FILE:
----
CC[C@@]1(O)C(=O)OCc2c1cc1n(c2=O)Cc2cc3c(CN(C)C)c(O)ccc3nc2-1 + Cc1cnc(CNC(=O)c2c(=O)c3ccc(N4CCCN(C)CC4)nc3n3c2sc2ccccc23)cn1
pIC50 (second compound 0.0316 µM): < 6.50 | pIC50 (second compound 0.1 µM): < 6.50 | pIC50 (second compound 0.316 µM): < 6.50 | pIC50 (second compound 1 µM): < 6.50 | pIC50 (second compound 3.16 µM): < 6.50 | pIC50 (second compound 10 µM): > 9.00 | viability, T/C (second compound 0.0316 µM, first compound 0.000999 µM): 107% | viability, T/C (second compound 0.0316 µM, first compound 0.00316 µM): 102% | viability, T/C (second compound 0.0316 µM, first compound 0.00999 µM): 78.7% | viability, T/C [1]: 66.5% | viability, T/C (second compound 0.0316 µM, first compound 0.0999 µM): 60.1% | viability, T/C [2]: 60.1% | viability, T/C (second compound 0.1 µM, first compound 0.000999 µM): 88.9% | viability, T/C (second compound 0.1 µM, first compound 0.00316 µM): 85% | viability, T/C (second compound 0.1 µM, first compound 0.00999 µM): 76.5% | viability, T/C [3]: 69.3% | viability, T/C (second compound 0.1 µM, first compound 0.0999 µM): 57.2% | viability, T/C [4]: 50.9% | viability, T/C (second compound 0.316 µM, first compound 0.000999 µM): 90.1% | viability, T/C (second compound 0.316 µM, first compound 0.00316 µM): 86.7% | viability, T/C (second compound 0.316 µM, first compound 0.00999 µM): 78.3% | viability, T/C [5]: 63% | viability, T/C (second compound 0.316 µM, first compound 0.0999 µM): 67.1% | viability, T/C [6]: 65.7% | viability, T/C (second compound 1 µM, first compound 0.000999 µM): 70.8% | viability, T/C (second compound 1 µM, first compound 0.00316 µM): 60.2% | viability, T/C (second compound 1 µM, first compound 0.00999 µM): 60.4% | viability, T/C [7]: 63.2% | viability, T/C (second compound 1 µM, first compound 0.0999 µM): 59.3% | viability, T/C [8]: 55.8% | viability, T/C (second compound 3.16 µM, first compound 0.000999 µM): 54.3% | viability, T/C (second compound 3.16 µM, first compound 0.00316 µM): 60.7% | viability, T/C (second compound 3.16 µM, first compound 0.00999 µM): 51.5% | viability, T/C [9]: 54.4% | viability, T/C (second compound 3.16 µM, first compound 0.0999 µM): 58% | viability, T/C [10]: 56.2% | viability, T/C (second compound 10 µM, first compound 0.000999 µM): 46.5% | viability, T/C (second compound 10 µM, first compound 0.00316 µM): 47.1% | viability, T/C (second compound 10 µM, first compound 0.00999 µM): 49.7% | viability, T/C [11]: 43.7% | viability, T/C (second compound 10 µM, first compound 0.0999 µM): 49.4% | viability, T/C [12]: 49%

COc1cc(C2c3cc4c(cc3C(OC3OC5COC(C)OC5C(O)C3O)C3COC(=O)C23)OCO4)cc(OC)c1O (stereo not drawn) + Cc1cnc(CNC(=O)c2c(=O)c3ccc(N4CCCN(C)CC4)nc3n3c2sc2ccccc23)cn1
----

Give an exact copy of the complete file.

CC[C@@]1(O)C(=O)OCc2c1cc1n(c2=O)Cc2cc3c(CN(C)C)c(O)ccc3nc2-1 + Cc1cnc(CNC(=O)c2c(=O)c3ccc(N4CCCN(C)CC4)nc3n3c2sc2ccccc23)cn1
pIC50 (second compound 0.0316 µM): < 6.50 | pIC50 (second compound 0.1 µM): < 6.50 | pIC50 (second compound 0.316 µM): < 6.50 | pIC50 (second compound 1 µM): < 6.50 | pIC50 (second compound 3.16 µM): < 6.50 | pIC50 (second compound 10 µM): > 9.00 | viability, T/C (second compound 0.0316 µM, first compound 0.000999 µM): 107% | viability, T/C (second compound 0.0316 µM, first compound 0.00316 µM): 102% | viability, T/C (second compound 0.0316 µM, first compound 0.00999 µM): 78.7% | viability, T/C [1]: 66.5% | viability, T/C (second compound 0.0316 µM, first compound 0.0999 µM): 60.1% | viability, T/C [2]: 60.1% | viability, T/C (second compound 0.1 µM, first compound 0.000999 µM): 88.9% | viability, T/C (second compound 0.1 µM, first compound 0.00316 µM): 85% | viability, T/C (second compound 0.1 µM, first compound 0.00999 µM): 76.5% | viability, T/C [3]: 69.3% | viability, T/C (second compound 0.1 µM, first compound 0.0999 µM): 57.2% | viability, T/C [4]: 50.9% | viability, T/C (second compound 0.316 µM, first compound 0.000999 µM): 90.1% | viability, T/C (second compound 0.316 µM, first compound 0.00316 µM): 86.7% | viability, T/C (second compound 0.316 µM, first compound 0.00999 µM): 78.3% | viability, T/C [5]: 63% | viability, T/C (second compound 0.316 µM, first compound 0.0999 µM): 67.1% | viability, T/C [6]: 65.7% | viability, T/C (second compound 1 µM, first compound 0.000999 µM): 70.8% | viability, T/C (second compound 1 µM, first compound 0.00316 µM): 60.2% | viability, T/C (second compound 1 µM, first compound 0.00999 µM): 60.4% | viability, T/C [7]: 63.2% | viability, T/C (second compound 1 µM, first compound 0.0999 µM): 59.3% | viability, T/C [8]: 55.8% | viability, T/C (second compound 3.16 µM, first compound 0.000999 µM): 54.3% | viability, T/C (second compound 3.16 µM, first compound 0.00316 µM): 60.7% | viability, T/C (second compound 3.16 µM, first compound 0.00999 µM): 51.5% | viability, T/C [9]: 54.4% | viability, T/C (second compound 3.16 µM, first compound 0.0999 µM): 58% | viability, T/C [10]: 56.2% | viability, T/C (second compound 10 µM, first compound 0.000999 µM): 46.5% | viability, T/C (second compound 10 µM, first compound 0.00316 µM): 47.1% | viability, T/C (second compound 10 µM, first compound 0.00999 µM): 49.7% | viability, T/C [11]: 43.7% | viability, T/C (second compound 10 µM, first compound 0.0999 µM): 49.4% | viability, T/C [12]: 49%

COc1cc(C2c3cc4c(cc3C(OC3OC5COC(C)OC5C(O)C3O)C3COC(=O)C23)OCO4)cc(OC)c1O (stereo not drawn) + Cc1cnc(CNC(=O)c2c(=O)c3ccc(N4CCCN(C)CC4)nc3n3c2sc2ccccc23)cn1